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Understanding the Accreditation of Business Courses

Top-tier business schools are accredited. Whether you're eyeing a bachelor's degree in business or aiming for a master of business administration (MBA), it's wise to verify the school's accreditation status. After all, you wouldn't want to waste your time and money on a degree that doesn't hold up to industry standards, right?


Why Does Accreditation Matters?


Three accrediting bodies approve business schools to accredit degree-granting programs, and business schools have the freedom to choose which of these accreditations to pursue.


The burning question remains: does a business school's accreditation truly make a difference? And if it does, which  reigns supreme in the world of business education?



Let's dive into the world of business accreditation in this blog and understand the truth behind its importance.


Working of Business School Accreditation


Curious about how business school accreditation works? Well, just like other types of accreditation, business school accreditations are voluntary and awarded by independent nonprofit organizations. Business schools have the option to seek accreditation from one of three major accrediting bodies.


These three prestigious accrediting bodies meticulously assess both undergraduate and graduate business programs, including the esteemed MBA programs. They establish standards for business education, perform thorough on-site evaluations, and consistently monitor the performance of accredited business schools.



Failure to meet these high standards can result in the loss of accreditation for the schools in question. Interestingly, all three accrediting bodies evaluate both traditional in-person programs and innovative online programs. It's worth noting that a university's in-person and online business programs typically share the same prestigious accreditation.


  1. Association to Advance Collegiate Schools of Business (AACSB)- The AACSB accredits more than 950 prestigious business schools worldwide. With a history dating back to 1916, AACSB is the gold standard for business and accounting accreditation. Only schools that offer both undergraduate and graduate degrees are eligible for AACSB accreditation, making it a mark of excellence in the academic world. Known for its focus on thought leadership, AACSB tends to accredit business schools at research-focused institutions.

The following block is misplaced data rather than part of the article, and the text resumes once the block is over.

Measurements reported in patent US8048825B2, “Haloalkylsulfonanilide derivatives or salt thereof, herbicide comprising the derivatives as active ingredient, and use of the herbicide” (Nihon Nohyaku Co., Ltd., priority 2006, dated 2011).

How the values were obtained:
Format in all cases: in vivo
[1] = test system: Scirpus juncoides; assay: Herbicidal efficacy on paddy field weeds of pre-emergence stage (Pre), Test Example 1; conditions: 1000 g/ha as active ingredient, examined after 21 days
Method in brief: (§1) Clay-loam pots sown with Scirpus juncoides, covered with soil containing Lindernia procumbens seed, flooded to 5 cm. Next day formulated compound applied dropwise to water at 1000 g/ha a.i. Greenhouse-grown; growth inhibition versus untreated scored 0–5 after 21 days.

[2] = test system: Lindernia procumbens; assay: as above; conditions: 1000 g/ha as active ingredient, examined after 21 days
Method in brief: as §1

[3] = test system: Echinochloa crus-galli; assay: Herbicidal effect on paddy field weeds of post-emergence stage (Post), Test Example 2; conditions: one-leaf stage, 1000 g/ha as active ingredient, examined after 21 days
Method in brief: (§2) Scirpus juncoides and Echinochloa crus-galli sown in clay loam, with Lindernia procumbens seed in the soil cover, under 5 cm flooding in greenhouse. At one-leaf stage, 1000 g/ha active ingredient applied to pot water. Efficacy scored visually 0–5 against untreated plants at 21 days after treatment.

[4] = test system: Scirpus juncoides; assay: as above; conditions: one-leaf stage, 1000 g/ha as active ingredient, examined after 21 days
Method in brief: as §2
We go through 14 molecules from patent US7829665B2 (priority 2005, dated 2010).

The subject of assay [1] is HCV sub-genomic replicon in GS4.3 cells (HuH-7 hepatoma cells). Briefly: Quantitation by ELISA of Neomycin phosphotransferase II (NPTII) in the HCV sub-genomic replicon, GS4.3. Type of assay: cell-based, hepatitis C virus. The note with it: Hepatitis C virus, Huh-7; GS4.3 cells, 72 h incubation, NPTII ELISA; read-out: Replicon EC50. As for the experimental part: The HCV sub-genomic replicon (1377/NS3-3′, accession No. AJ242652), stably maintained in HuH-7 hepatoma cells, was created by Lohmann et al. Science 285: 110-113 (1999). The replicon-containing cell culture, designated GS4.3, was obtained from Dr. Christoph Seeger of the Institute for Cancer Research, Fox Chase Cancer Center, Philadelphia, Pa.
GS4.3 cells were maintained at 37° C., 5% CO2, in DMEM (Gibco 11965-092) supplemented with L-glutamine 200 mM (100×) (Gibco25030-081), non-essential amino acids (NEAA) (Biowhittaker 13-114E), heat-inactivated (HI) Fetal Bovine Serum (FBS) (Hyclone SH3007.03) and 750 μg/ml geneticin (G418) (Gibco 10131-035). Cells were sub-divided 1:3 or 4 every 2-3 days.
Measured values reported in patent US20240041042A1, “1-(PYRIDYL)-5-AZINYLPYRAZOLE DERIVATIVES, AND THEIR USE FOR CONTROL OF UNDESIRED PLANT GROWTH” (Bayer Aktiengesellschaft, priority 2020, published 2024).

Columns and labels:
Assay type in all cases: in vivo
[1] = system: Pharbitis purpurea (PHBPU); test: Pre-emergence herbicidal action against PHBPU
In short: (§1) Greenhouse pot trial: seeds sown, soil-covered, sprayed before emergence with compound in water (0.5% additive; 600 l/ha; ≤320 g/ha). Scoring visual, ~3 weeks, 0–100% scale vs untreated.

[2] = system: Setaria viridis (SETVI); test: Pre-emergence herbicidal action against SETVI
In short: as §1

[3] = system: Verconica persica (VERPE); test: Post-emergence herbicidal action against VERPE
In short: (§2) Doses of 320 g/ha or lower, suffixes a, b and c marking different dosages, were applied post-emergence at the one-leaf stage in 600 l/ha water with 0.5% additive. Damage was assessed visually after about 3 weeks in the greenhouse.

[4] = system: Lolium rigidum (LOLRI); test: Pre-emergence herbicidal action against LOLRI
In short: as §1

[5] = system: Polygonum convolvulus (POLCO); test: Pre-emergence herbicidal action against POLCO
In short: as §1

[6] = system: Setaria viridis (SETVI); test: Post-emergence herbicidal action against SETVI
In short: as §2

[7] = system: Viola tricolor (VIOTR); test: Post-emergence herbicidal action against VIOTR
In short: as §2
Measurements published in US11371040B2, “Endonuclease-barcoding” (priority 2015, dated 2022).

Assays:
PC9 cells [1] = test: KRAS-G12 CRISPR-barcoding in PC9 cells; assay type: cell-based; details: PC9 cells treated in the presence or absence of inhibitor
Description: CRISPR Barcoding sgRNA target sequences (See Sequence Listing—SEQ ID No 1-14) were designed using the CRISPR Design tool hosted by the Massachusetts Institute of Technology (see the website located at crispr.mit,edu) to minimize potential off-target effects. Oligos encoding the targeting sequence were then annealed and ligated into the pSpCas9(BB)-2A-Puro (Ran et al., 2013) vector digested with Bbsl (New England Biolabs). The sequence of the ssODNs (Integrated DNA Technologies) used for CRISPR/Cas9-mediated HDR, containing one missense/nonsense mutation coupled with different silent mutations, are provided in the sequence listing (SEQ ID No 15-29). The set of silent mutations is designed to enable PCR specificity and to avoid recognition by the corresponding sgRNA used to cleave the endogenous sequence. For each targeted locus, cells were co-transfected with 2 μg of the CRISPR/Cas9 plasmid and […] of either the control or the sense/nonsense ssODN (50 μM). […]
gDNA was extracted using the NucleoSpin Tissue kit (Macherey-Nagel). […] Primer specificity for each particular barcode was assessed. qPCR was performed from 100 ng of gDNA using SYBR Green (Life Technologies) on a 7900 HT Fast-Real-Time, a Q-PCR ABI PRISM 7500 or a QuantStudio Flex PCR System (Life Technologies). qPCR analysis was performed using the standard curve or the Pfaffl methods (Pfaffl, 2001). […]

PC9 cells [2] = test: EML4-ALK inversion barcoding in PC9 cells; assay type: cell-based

AACSB-Accredited Business Schools


  • Arizona State University W.P. Carey School of Business

  • Harvard Business School

  • Indiana University Kelley School of Business

  • Kellogg School of Management at Northwestern University

  • Stanford Graduate School of Business


2. Accreditation Council for Business Schools and Programs (ACBSP)- Established in 1988, the Accreditation Council for Business Schools and Programs (ACBSP) grants accreditation to 750 esteemed business schools. ACBSP prides itself on promoting teaching excellence and ensuring positive student outcomes. ACBSP was the first accreditor to assess associate-level business programs. With a strong emphasis on student learning and teaching, ACBSP is the go-to choice for colleges and universities that prioritize education over research.



ACBSP-Accredited Business Schools


Alabama State University College of Business Administration

Colorado State University Global School of Management and Innovation

Fisk University Department of Business Administration

Florida A&M University School of Business and Industry

Liberty University School of Business


3. International Accreditation Council for Business Education- The International Accreditation Council for Business Education (IACBE) accredits fewer than 200 business schools. Founded in 1997, IACBE prides itself on being a "mission-driven and outcomes-based" accreditor. As the newest player in the business accreditation game, IACBE collaborates with member institutions to enhance their business education processes and practices.


IACBE-Accredited Business Schools


Albertus Magnus College Tagliatela School of Business and Leadership

Azusa Pacific University School of Business and Management

Franklin University Ross College of Business

Seton Hill University School of Business

University of Maryland Global Campus Department of Business Administration


Which Accreditation Is Better?


Is business school accreditation really worth all the hype? And what about MBA accreditation? Accredited business schools adhere to strict academic and outcome-based standards, ultimately benefiting students.

Unlike professions such as nursing, social work, and teaching, you don't necessarily need an accredited business degree to obtain a professional license. Employers tend to focus more on the reputation of the business school rather than its accreditation status. So, while accreditation is important, it won't necessarily make or break your career.

You can always consider other factors that will truly shape your business school experience and job opportunities. Look into specialization options, internship opportunities, alumni networks, reputations, and job placements when comparing programs which will have a much greater impact on your education and career path.

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